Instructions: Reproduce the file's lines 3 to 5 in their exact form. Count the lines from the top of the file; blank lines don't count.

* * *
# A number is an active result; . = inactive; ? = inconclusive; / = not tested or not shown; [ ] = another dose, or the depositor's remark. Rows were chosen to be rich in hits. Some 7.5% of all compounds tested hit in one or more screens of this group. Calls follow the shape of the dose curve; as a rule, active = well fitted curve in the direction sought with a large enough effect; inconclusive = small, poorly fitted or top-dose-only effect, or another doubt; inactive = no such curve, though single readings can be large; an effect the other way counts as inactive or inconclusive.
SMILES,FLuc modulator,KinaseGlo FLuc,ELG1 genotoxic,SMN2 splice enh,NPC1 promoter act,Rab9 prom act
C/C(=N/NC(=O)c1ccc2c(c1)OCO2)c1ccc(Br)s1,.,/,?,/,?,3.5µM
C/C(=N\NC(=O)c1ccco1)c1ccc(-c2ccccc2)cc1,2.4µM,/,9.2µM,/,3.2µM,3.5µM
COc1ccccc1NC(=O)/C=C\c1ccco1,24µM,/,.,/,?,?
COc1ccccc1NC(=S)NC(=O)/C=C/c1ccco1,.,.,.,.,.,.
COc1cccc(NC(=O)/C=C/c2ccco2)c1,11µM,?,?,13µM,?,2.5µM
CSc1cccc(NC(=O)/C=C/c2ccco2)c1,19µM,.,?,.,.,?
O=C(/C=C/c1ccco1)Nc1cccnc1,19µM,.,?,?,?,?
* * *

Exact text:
C/C(=N/NC(=O)c1ccc2c(c1)OCO2)c1ccc(Br)s1,.,/,?,/,?,3.5µM
C/C(=N\NC(=O)c1ccco1)c1ccc(-c2ccccc2)cc1,2.4µM,/,9.2µM,/,3.2µM,3.5µM
COc1ccccc1NC(=O)/C=C\c1ccco1,24µM,/,.,/,?,?